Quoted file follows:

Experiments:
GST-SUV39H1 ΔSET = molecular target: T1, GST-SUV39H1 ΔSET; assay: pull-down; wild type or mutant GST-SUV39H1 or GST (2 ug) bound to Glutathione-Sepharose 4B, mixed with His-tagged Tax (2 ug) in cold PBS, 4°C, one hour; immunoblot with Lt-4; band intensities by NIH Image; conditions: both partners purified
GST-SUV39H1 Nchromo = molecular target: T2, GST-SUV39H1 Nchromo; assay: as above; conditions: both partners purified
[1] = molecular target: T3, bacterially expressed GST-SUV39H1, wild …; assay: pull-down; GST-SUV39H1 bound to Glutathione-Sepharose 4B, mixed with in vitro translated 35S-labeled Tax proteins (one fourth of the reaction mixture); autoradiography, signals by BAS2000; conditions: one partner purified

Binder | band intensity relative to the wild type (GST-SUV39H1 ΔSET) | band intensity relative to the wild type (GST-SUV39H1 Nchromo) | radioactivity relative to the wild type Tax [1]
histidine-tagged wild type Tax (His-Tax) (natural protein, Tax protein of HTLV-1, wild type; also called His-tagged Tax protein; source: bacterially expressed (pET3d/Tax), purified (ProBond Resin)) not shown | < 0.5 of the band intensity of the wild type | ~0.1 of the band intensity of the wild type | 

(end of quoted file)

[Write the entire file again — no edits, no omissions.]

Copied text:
Experiments:
GST-SUV39H1 ΔSET = molecular target: T1, GST-SUV39H1 ΔSET; assay: pull-down; wild type or mutant GST-SUV39H1 or GST (2 ug) bound to Glutathione-Sepharose 4B, mixed with His-tagged Tax (2 ug) in cold PBS, 4°C, one hour; immunoblot with Lt-4; band intensities by NIH Image; conditions: both partners purified
GST-SUV39H1 Nchromo = molecular target: T2, GST-SUV39H1 Nchromo; assay: as above; conditions: both partners purified
[1] = molecular target: T3, bacterially expressed GST-SUV39H1, wild …; assay: pull-down; GST-SUV39H1 bound to Glutathione-Sepharose 4B, mixed with in vitro translated 35S-labeled Tax proteins (one fourth of the reaction mixture); autoradiography, signals by BAS2000; conditions: one partner purified

Binder | band intensity relative to the wild type (GST-SUV39H1 ΔSET) | band intensity relative to the wild type (GST-SUV39H1 Nchromo) | radioactivity relative to the wild type Tax [1]
histidine-tagged wild type Tax (His-Tax) (natural protein, Tax protein of HTLV-1, wild type; also called His-tagged Tax protein; source: bacterially expressed (pET3d/Tax), purified (ProBond Resin)) not shown | < 0.5 of the band intensity of the wild type | ~0.1 of the band intensity of the wild type | 